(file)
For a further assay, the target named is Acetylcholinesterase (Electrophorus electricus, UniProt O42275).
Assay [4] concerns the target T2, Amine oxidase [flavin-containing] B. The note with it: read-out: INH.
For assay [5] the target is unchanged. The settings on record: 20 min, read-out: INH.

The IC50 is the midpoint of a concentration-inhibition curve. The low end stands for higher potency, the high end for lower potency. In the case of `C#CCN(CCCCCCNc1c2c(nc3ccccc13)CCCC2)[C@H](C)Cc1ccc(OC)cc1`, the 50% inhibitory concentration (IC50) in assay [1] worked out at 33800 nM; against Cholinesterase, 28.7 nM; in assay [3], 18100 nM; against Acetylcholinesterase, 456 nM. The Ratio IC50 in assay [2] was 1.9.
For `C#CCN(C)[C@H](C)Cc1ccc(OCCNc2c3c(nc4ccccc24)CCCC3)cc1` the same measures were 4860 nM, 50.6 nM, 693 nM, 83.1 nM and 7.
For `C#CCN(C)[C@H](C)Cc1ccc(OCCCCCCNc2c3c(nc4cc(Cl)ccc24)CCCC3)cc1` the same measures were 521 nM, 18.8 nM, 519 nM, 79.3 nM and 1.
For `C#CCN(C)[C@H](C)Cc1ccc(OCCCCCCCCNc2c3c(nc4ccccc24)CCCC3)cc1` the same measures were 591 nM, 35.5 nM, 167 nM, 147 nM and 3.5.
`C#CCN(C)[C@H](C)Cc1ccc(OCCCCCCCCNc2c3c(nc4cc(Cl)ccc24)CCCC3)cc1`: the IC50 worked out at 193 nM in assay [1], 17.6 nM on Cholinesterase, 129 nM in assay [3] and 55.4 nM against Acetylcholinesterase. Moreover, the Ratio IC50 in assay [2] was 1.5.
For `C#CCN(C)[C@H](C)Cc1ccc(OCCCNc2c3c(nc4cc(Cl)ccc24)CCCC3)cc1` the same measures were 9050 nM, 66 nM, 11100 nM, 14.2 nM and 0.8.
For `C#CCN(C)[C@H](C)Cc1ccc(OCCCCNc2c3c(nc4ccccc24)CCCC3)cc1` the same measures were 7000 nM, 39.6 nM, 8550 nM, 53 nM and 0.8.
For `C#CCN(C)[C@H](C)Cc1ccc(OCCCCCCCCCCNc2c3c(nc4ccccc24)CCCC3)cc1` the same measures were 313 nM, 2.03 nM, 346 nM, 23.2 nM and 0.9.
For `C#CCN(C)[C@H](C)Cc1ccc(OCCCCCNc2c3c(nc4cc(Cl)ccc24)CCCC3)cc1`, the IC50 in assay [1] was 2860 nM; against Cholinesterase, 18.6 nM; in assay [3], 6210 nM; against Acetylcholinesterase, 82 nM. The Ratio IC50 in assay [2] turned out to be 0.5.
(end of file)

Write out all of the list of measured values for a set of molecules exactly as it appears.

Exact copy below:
For a further assay, the target named is Acetylcholinesterase (Electrophorus electricus, UniProt O42275).
Assay [4] concerns the target T2, Amine oxidase [flavin-containing] B. The note with it: read-out: INH.
For assay [5] the target is unchanged. The settings on record: 20 min, read-out: INH.

The IC50 is the midpoint of a concentration-inhibition curve. The low end stands for higher potency, the high end for lower potency. In the case of `C#CCN(CCCCCCNc1c2c(nc3ccccc13)CCCC2)[C@H](C)Cc1ccc(OC)cc1`, the 50% inhibitory concentration (IC50) in assay [1] worked out at 33800 nM; against Cholinesterase, 28.7 nM; in assay [3], 18100 nM; against Acetylcholinesterase, 456 nM. The Ratio IC50 in assay [2] was 1.9.
For `C#CCN(C)[C@H](C)Cc1ccc(OCCNc2c3c(nc4ccccc24)CCCC3)cc1` the same measures were 4860 nM, 50.6 nM, 693 nM, 83.1 nM and 7.
For `C#CCN(C)[C@H](C)Cc1ccc(OCCCCCCNc2c3c(nc4cc(Cl)ccc24)CCCC3)cc1` the same measures were 521 nM, 18.8 nM, 519 nM, 79.3 nM and 1.
For `C#CCN(C)[C@H](C)Cc1ccc(OCCCCCCCCNc2c3c(nc4ccccc24)CCCC3)cc1` the same measures were 591 nM, 35.5 nM, 167 nM, 147 nM and 3.5.
`C#CCN(C)[C@H](C)Cc1ccc(OCCCCCCCCNc2c3c(nc4cc(Cl)ccc24)CCCC3)cc1`: the IC50 worked out at 193 nM in assay [1], 17.6 nM on Cholinesterase, 129 nM in assay [3] and 55.4 nM against Acetylcholinesterase. Moreover, the Ratio IC50 in assay [2] was 1.5.
For `C#CCN(C)[C@H](C)Cc1ccc(OCCCNc2c3c(nc4cc(Cl)ccc24)CCCC3)cc1` the same measures were 9050 nM, 66 nM, 11100 nM, 14.2 nM and 0.8.
For `C#CCN(C)[C@H](C)Cc1ccc(OCCCCNc2c3c(nc4ccccc24)CCCC3)cc1` the same measures were 7000 nM, 39.6 nM, 8550 nM, 53 nM and 0.8.
For `C#CCN(C)[C@H](C)Cc1ccc(OCCCCCCCCCCNc2c3c(nc4ccccc24)CCCC3)cc1` the same measures were 313 nM, 2.03 nM, 346 nM, 23.2 nM and 0.9.
For `C#CCN(C)[C@H](C)Cc1ccc(OCCCCCNc2c3c(nc4cc(Cl)ccc24)CCCC3)cc1`, the IC50 in assay [1] was 2860 nM; against Cholinesterase, 18.6 nM; in assay [3], 6210 nM; against Acetylcholinesterase, 82 nM. The Ratio IC50 in assay [2] turned out to be 0.5.